Review: Don’t Look Up (2021)

As soon as I saw the star spangled movie poster of Don’t Look Up, I knew it was going to be a good one. I mean, who wouldn’t want to watch Meryl Streep as president?

Even so, I was apprehensive to watch it. The sensation that we could be obliterated at any moment is a fear I’m sure we’ve all catastrophized about (right?!). The end of the world has been a popular trope on our screens for decades, the first known example being the 1916 Danish film aptly named The End Of The World (also referred to as The Flaming Sword). It is something the entire audience can empathise with. I tend to avoid the genre because of the anxiety and dread I feel after watching from the reality of potential disaster.

This was the first catastrophe film in which the ending gave me an odd sense of happiness and tranquillity, appreciating what we do have. Dicaprio’s heartbreaking line “We really did have everything, didn’t we?” really hit home for me.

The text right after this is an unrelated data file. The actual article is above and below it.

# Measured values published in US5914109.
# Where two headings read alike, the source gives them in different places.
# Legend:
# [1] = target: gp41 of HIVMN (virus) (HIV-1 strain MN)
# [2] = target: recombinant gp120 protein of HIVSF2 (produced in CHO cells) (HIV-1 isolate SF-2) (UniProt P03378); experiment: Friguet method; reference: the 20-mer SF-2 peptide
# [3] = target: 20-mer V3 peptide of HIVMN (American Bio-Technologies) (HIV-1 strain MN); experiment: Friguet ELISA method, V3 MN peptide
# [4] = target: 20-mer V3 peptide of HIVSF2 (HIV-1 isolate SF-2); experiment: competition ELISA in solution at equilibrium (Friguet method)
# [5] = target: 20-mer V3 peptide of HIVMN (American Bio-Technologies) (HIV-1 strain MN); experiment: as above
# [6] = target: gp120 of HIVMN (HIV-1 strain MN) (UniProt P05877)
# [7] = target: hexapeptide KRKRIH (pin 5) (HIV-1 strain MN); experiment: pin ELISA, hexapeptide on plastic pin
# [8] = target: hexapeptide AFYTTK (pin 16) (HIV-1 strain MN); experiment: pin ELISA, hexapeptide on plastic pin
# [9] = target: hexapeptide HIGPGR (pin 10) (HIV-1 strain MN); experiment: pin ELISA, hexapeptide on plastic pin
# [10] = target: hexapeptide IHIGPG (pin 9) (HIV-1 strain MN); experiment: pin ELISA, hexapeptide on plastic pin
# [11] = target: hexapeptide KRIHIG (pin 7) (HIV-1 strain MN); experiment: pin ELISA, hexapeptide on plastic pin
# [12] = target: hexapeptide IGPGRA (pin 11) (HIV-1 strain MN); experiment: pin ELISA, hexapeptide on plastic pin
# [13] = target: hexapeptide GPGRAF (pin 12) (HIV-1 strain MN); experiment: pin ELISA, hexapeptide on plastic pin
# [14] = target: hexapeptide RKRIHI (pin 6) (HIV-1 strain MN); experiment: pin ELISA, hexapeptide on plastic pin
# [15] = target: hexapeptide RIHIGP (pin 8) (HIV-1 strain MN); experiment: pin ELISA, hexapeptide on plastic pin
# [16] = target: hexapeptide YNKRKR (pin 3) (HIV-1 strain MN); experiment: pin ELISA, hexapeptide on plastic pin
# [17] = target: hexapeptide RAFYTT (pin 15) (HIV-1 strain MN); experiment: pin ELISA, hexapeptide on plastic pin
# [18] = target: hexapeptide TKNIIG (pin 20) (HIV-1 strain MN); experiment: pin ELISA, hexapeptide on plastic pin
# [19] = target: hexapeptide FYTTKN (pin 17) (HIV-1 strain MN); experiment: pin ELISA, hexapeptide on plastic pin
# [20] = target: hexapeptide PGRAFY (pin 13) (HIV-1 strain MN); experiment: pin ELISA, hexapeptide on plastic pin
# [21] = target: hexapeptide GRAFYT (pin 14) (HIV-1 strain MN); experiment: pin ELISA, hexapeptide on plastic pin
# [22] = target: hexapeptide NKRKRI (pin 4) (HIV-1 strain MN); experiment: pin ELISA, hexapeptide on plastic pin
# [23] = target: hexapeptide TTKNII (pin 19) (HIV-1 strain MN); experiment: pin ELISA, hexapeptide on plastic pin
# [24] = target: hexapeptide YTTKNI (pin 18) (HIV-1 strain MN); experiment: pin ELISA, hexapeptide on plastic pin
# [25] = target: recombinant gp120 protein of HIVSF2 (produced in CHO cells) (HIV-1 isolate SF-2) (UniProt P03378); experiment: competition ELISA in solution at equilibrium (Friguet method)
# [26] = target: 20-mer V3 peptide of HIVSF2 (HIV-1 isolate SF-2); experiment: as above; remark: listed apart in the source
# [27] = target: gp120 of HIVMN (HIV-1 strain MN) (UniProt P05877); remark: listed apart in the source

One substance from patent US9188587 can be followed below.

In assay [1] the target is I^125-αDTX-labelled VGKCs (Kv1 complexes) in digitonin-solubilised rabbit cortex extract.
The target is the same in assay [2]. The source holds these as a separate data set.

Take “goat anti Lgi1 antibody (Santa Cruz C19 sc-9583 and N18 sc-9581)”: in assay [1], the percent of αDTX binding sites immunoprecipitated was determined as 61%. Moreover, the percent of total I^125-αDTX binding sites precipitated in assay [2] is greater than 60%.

The film centres two scientists as they try to warn the world about an incoming planet-destroying asteroid. It’s a classic disaster scenario met with an unsettlingly comedic twist: no one is listening. DiCaprio and Lawrence’s characters are thrown into the dark world of media and politics which starkly mirrors our own reality. And I think it is this that makes the film stand out from other disaster films in particular. We can liken the characters to real celebrities and politicians of our time, which is truly terrifying. Jonah Hill based his character on the question of “what if Fyre Festival was a person?”. Jennifer Lawrence seems to represent the audience watching, our horrified and flabbergasted expressions matching hers as we watch her encounter an unprecedented difficulty in getting people to listen. It is a blatant honesty look at media politics and our current world issues making this a truly invigorating watch.

– Lois Beasley

Featured Image Source: Still via Youtube // DON’T LOOK UP | Leonardo DiCaprio, Jennifer Lawrence | Official Trailer | Netflix

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